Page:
Although it's a sequel to Chocolat, The Girl With No Shadow is not Chocolat II. It is a darker, grittier story of mothers and daughters, love and loss. Although readers may expect the same Disneyesque charm of the first novel, this contemporary fairy-tale is more in the vein of the Brothers Grimm. My only quibble is I missed the zest of earlier Vianne during most of the story. The villain was a much more compelling creation. Nevertheless, fans who want to follow the characters from Chocolat will enjoy this book.
27 of 28 people found the following review helpful
HASH(0x9bbf3ec4) out of 5 stars Another Sweet Treat June 17 2007
By Jennifer A. Christy - Published on
Format: Hardcover
While in France last week I discovered The Lollipop Shoes in a book store and read the first two lines on the back cover. Not only was I hooked, I couldn't get the euros out of my pocket fast enough. This is the sequel to Chocolat (one of my favorite novels) and picks up four years after the last story ends. While it is told in the first person from 3 different people I did not find it difficult to decide who was speaking. It is part of the charm of the story.

Joanne Harris has a true knack for narrating the yin and yang in life. She did an amazing job in Chocolat and continues to do so in Lollipop Shoes. Her characters are wonderfully developed and very realistic. I do recommend reading Chocolat first if you want the background of the main characters going into this novel. My interest was held from the first page to the last.

When Ms. Harris uses food in the titles of her books, you are in for a feast. Bon appetit!
26 of 29 people found the following review helpful
HASH(0x9ca73b10) out of 5 stars Vianne and Anouk return from the ashes May 6 2008
By Bundt Lust - Published on
Format: Hardcover
Joanne Harris's Girl With No Shadow comes a decade after the original novel Chocolat, later made into a feature film (Chocolat (Miramax Collector's Series))starring Juliette Binoche and Johnny Depp. Chocolat revolved around the culinary magic of Vianne Rocher, an unorthodox chocolatiere who includes a sprinkle of magic that shakes up the local conservative villagers. In Girl With No Shadow, Vianne, now renamed Yanne Charbonneau, has relocated to Paris after fleeing several other bad situations. She has shunned her magical tendencies, putting away the tarot cards and forbidding incantations by Anouk (renamed Annie), thereby trading her individuality for a stable life at the side of Thierry Le Tresset, wealthy (and stuffy) bachelor.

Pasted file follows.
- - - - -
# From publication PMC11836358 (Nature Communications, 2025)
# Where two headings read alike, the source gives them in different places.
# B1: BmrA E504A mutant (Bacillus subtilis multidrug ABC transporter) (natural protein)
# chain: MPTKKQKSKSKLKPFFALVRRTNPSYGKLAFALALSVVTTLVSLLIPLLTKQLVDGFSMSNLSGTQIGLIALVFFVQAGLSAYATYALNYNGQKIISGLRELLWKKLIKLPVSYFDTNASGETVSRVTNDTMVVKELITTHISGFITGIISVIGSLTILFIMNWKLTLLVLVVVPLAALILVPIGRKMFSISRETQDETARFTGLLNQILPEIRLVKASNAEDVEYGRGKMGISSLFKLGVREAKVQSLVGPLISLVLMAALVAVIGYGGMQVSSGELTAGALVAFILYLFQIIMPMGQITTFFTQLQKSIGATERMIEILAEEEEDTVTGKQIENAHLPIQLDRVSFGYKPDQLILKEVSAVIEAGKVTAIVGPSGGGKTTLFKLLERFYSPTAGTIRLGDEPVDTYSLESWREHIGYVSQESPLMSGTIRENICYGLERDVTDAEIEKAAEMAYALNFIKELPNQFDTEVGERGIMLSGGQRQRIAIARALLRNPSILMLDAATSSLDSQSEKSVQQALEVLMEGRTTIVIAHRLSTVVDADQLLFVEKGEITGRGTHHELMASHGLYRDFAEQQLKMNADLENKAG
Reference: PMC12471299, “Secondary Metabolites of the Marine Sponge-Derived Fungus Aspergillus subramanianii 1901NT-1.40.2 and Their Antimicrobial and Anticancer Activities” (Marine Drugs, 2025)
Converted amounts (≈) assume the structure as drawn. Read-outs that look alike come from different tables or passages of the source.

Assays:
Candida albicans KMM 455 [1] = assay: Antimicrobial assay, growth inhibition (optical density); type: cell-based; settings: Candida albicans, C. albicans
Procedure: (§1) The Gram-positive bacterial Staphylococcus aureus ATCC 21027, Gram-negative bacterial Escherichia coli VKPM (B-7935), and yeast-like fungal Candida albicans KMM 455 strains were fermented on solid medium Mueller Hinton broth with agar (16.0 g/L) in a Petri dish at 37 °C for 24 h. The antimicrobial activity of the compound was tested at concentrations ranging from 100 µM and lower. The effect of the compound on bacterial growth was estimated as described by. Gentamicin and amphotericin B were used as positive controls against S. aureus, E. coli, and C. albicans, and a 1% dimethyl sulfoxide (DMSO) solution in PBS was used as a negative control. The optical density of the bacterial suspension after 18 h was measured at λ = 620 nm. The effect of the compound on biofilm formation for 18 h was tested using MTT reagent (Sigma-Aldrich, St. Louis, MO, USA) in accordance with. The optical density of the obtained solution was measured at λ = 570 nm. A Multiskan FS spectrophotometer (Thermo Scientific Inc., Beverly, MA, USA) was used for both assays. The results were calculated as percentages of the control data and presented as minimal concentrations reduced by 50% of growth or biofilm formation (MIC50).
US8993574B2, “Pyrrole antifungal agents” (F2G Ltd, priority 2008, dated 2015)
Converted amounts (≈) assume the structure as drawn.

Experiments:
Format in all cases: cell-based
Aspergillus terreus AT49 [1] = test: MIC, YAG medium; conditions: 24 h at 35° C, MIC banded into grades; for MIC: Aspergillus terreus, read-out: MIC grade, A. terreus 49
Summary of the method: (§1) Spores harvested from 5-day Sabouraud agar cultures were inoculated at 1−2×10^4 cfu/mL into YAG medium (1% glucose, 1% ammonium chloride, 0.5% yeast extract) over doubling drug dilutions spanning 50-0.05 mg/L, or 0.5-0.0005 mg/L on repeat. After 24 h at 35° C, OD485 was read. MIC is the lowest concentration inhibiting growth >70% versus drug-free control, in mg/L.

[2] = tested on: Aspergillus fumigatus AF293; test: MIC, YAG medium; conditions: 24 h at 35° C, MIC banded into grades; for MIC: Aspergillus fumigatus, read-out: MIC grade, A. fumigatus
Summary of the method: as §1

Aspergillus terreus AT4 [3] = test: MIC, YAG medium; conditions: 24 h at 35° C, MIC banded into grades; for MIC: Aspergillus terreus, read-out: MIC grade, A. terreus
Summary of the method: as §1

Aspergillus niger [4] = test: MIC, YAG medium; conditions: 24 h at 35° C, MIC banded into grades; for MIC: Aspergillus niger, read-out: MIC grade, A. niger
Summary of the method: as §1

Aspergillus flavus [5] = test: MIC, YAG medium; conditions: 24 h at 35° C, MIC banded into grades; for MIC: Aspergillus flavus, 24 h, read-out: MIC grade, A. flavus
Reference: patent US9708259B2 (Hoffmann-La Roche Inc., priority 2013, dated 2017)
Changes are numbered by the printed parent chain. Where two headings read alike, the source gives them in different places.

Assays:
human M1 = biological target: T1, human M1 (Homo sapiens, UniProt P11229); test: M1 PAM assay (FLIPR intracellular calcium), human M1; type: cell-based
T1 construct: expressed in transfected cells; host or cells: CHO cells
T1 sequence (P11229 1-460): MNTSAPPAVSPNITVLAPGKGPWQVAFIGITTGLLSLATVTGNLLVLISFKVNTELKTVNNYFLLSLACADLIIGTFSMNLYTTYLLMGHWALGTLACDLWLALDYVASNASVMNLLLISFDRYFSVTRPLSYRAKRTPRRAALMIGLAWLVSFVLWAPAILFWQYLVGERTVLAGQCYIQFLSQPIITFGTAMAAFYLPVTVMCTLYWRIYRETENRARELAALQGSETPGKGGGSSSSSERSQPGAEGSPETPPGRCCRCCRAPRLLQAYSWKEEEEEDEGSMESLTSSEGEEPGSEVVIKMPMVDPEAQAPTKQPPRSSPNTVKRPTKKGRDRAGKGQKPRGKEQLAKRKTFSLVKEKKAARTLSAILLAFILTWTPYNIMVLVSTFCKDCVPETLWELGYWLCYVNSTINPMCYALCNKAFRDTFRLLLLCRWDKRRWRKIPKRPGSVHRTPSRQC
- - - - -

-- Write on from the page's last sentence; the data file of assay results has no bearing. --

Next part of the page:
The novel is told from the (confusing) viewpoint of three different characters: Vianne, Anouk, and Zozie de l'Alba in a narrow timeframe ranging from October 31 to December 24. At times, the three are commenting on events happening on the same day. Vianne's past literally comes back to haunt her in the form of the mysterious Zozie, and the young Anouk is sliding into perilous teenage rebellion, hanging out in cemeteries and engaging in forbidden acts of magic.

The cast of characters is too large to be explored in detail, and even the appearance of an old friend from the original novel is lost in the fray. Having three narrators fails to solidify the action, and it took me a few chapters to clue in that different characters were narrating (the images at the top of the chapters are different for each character). Flashbacks were to actions not covered in the original novel, and the frequent time travel left me confused at the all-too-important omissions of pivotal earlier events such as the birth of Vianne's second child, Rosette, who at four is non-verbal and quite possibly autistic.

Although the descriptions of chocolates are mouthwatering, too often the action felt staged, stale, and not in the magical spirit of the original novel Chocolat. Make no mistake: this is no sweet Chocolat Part Deux; it's dark, gritty, and haunting, wrapped in dark secrets, past injustices, and the desire for revenge that consumes several characters at various points. It's definitely not a feel-good book, although if you enjoyed Vianne's character, you may enjoy The Girl With No Shadow. It's most definitely a reinvention of classic fairy tales for grown-ups.